Statistics don’t lie.
If you’re a smoker, we’re sure you hear it all the time– you need to quit! Although it’s easier said than done, you should try and make it a priority in your life. Consider that 16 percent of smokers have poor dental health, and more than a third of smokers have at least three dental health issues.
Nationally, tobacco contributes to about one-third of U.S. cancer rates, one-quarter of heart disease, and about 490,000 premature deaths each year. Tobacco is a known cause of lung, bladder, mouth, pharyngeal, pancreatic, kidney, stomach, laryngeal, and esophageal cancer. About ten million people in the U.S. have died from causes attributed to smoking and tobacco use.
Here are 5 ways smoking negatively affects your dental health, specifically.
1.) Bad Breath
No one likes to be around people with foul breath, but when you smoke, that’s exactly what you get. One major side effect of smoking and chewing tobacco-based products is bad breath. You can also look forward to stained teeth, and a reduced ability to taste foods.
Additionally, chronic bad breath is a sign of the onset of gum disease.
2.) Periodontal Disease
Using tobacco causes problems with your gums that range from cosmetic, to painful, to downright dangerous. Tobacco use in any form, including cigarettes and chewing tobacco, increases the tartar buildup in your mouth and decreases the flow of saliva that’s needed to wash away harmful bacteria.
When you smoke, you may notice problems developing including: blood when brushing/flossing your teeth, loose teeth, pain when chewing, and bad breath. These are all signs of gum (periodontal disease) and need be addressed with your dentist immediately.
3.) Yellow Teeth
Over time, smoking can cause your teeth to turn yellow or even a yellowish-brown color. The main cause of dental staining is nicotine and tar. The nicotine and tar from smoking leaks into your tooth’s enamel through tiny pores, leaving them discolored.
4.) Oral Cancer
Next, studies indicate that there’s a huge link between the use of tobacco products and oral cancer. One study conducted at the University of California found that more than eight out of ten oral cancer patients were smokers.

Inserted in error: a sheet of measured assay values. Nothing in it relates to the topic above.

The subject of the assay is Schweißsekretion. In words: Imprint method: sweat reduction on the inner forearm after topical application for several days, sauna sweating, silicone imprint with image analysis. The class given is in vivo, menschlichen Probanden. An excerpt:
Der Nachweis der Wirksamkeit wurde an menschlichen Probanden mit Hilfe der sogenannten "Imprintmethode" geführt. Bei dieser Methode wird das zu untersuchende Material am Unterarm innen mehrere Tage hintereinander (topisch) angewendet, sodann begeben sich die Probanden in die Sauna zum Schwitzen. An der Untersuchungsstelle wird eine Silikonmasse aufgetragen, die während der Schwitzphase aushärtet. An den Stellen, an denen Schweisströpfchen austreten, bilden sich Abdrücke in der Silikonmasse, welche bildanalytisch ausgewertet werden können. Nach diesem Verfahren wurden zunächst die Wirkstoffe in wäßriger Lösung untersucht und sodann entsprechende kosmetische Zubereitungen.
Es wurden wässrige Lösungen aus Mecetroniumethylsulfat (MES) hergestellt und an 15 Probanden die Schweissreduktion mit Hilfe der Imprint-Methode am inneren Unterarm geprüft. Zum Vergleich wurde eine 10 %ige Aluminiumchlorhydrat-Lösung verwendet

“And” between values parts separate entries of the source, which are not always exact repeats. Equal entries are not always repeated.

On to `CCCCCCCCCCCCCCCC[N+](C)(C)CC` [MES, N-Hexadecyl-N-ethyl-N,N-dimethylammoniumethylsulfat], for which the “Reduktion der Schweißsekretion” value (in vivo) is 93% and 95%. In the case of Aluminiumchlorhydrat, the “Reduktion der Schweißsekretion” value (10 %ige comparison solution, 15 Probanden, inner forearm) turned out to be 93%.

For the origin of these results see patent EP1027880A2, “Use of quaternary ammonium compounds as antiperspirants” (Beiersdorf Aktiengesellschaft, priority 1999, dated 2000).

Approximately 53,000 new cases of oral cancer are diagnosed in the U.S. each year, and more than 9,750 people die from oral cancer every year in the U.S. alone. Oral cancer represents about 4 percent of all cancers and 2.2 percent of all cancer deaths worldwide.
5.) Deteriorates Teeth
Finally, cigarettes limit your mouths ability to fight infection. Tobacco use leaves you defenseless against the bacteria that’s produced when you smoke. When your mouth can’t fight back, plaque and bacteria fester, which leads to the need for extensive dental work and eventual tooth loss.
Make an Appointment
There’s a reason why smokers don’t like to visit the dentist– they don’t want a guilt trip! We promise to never make you feel guilty and we’ll never lecture you. We just want to make sure that you’re doing everything you can to stay healthy. If it’s been over six months since your last appointment, you’re due for a check-up! Make one today.
Dr. Randall Burba is an American Academy of Cosmetic Dentistry accredited dentist, with a practice in Salem, Massachusetts. He considers himself an artist–with teeth and beyond! He often paints, draws and has a passion for woodworking